Emma Corrin stars in Miu Miu’s AW21 offering, beaming in yeti boots and crocheted snoods. It’s as straightforward as studio set-ups go, lensed by the legendary Steven Meisel. In an accompanying video, The Crown actor tells the story of two young girls, one of whom is mistaken for a boy, falling in love. “Lines are blurred,” Miu Miu says, “is Corrin acting, or actual – are these her words, or a script?” The brand adds: “Miu Miu celebrates bravery, boldness – it is rooted in and inspired by communities of women, in the power of the collective.”
A$AP Nast steps in front of the camera for MCM’s joint AW21 and 45 year anniversary campaign, which celebrates the concept of home as a feeling that “resides within and represents the connections we have with the world around us,” global creative officer Dirk Schönberger said. Dubbed M’ETAVERSE it’s all about honouring the brand’s history, while propelling itself into the future. “I had a grand time collaborating with MCM and being involved in the brand’s 45th anniversary celebration. I’ve always respected MCM’s commitment to being bold and inclusive and I can’t wait for everyone to discover this work,” the rapper said.
Having already walked the red carpet in an AW21 Moschino collection, drag race’s Symone now gets her covergirl moment in Jeremy Scott’s autumn campaign. Flanked by Gigi Goode, The House of Avalon sisters have absorbed all the bravado of the 80s, posing for Marcus Mam in peak shoulder, peplum skirt suits, and matching mother of the bride hats. “Excuse we! Excuse this beauty!,” Symone captioned the images on Instagram. Read more about the reigning queen’s fashion faves (and faux-pas) in our interview here.
As the codes of formality continue to wax and wane, Zegna is questioning “what makes a man today?” Catalysed by the pandemic, creative director Alessandro Sartori is on a mission to re-tailor the notions of contemporary dress under a new banner of “Luxury Leisurewear”. This Autumn’s campaign, shot on two models, a dancer, a fashion buyer, and a photographer, recasts the Italian label’s signature pieces for the modern, hybrid wardrobe – blurring the sartorial and the utilitarian in wool overshirts and generously-cut, cashmere tailoring. “A new aesthetic is needed,” says Sartori, “fluid, ageless, adaptable, where comfort matches perfectly with style.”
Shot by Marili Andre, Brazilian model Kerolyn Soares fronts CSM grad Louisa Ballou’s AW21 collection, which is full of bias-cut mini-dresses, marbled, landscape-printed caftans, and slinky, floral-stamped slips – inspired in equal parts by Rothko, Georgia O'Keeffe, and James Turrell. With Soares’ fringe swept over her face, Ballou says she “embodies the mystery and allure of the Louisa Ballou woman; she exudes confidence and sensuality.” This is high-octane resort wear for girls that just want to have fun – that is, on a yacht, or at a tiki bar.
Matthew William’s AW21 runway saw models slice their way through shallow water as they emerged from the bowels of a 50,000-seat concert venue into the light of a thousand flashing LEDs. Givenchy’s accompanying campaign attempts to capture that same mood, lit in chiaroscuro style by emerging photographer Thibaut Grevet. With Adut leading the pack eyes have been replaced with pixelated squares, whilst other faces have been obscured entirely, personifying the austere if not slightly sinister collection itself.
Feverish Looney Tunes and Hello Kitty characters come together under the sweat-slicked and neon-tinged GCDS banner for AW21. Shot by Jack Bridgland in London, a tungsten-hazed Cup Kase, Lucas Wright, and Cynthia Arrebola bare their flesh between Guiliano Calza’s Y2K-indebted crystal bikinis, double-strapped thongs, cartoonish yeti boots, Tweedy Bird berets, and fuzzy ombré sweaters. Not all of it makes total sense – globs of extra-terrestrial slime float into view, as do giant rabbit heads, and gnarly branded grills – but that’s just the point. After all, this is a collection which had the words “big carrot energy” emblazoned across its hoodies.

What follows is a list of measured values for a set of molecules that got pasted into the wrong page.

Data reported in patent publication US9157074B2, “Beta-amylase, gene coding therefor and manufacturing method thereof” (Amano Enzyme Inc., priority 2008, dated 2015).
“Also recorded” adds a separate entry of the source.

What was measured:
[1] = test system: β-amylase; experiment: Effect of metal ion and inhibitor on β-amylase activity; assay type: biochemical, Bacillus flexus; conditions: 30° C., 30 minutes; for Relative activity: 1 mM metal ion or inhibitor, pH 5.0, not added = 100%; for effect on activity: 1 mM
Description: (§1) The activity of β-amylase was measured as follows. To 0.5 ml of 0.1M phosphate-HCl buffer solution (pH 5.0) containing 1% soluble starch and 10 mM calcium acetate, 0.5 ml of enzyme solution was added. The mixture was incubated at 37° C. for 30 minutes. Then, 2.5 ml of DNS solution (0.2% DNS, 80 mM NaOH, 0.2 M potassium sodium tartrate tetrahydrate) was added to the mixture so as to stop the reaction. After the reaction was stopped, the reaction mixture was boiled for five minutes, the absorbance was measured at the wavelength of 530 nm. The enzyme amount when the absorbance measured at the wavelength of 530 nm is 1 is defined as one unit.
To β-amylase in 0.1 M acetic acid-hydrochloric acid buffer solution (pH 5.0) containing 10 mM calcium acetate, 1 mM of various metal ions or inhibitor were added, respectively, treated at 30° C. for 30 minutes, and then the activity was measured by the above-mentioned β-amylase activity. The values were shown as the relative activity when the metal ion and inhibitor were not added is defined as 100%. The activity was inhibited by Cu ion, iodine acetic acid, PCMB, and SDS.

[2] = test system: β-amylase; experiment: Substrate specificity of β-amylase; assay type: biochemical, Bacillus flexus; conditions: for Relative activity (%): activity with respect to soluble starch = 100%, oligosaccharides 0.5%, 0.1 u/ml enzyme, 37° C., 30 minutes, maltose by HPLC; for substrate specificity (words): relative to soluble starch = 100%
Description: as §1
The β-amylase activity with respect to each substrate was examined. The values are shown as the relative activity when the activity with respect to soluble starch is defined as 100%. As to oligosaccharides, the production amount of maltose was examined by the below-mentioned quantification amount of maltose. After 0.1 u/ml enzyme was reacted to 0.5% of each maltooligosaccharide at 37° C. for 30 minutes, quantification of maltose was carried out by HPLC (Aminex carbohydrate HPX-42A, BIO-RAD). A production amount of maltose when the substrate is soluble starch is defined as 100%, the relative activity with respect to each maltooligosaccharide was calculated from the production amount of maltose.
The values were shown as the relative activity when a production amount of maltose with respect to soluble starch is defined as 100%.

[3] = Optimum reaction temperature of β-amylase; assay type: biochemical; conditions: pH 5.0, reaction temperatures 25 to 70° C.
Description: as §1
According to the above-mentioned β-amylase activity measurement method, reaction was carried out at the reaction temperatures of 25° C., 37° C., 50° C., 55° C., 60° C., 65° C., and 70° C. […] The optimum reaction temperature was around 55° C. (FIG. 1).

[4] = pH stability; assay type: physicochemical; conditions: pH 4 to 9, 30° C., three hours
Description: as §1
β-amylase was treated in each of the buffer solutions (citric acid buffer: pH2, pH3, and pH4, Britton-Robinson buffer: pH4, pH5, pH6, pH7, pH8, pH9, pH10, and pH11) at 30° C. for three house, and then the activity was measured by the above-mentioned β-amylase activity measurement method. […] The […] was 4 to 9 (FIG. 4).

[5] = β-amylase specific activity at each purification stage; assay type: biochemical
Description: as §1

Featuring Pete Davidson, Emily Ratajowski, and Adwoa Aboah, the AW21 campaign for Moose Knuckles puts its technical outerwear to the test. Lensed by David LaChapelle, we find ourselves in a frozen, apocalyptic metropolis – otherwise known as Canada. Aboah is trapped within a snowglobe while poor Ratajkowski has been forced to fish within the city’s sewer systems. Davidson is also happy to be there! Though the campaign has been billed as surreal, as the ever worsening climate crisis rages on, perhaps Moose Knuckles have created the most realistic vision of our future to date. It’s not a threat, it’s a (global) warning.
Concocted by photographer Johnny Dufort, art director Christopher Simmonds, and of course, Glenn Martens, Diesel’s AW21 campaign is a garish take-down of consumerism. In what looks like an everyday corner shop, shelves are stacked high with Diesel-branded perishables, while kitsch promotional posters call out “low prices”. The irony of these images being created for an advertisement is, perhaps, implicit. Or maybe it’s explicit – given that one shopper has been painted in head-to-toe red paint and the shop’s cheese is delightfully labelled as “Toe Jam”.
Titled First Comes Last, the Italian footwear label Marsèll is presenting a collaborative exhibition with Californian techno producer Rrose. The show consists of six abstracted videos of organic, material textures – from swampy, golden bubbles, to crunchy foam, to strobe-lit cells – which have been put on a continuous loop, soundtracked to a specially-commissioned score by Rrose. The installation will be staged at Marsèll Paradise in Milan until September 3.
Virgil Abloh’s latest capsule collection, a Piece of the Rainbow, conjures the creative director’s early forays into Louis Vuitton in a puffed-up blaze of technicolour. Showcased with a series of woozy images shot by Thibaut Grivet and styled by Imruh Asha, monogram, floral-padded down jackets come in royal purples, sporty blues, tangerines, lemon, and cream. The collection also comprises cashmere separates as well as quilted tracksuit bottoms. See more here.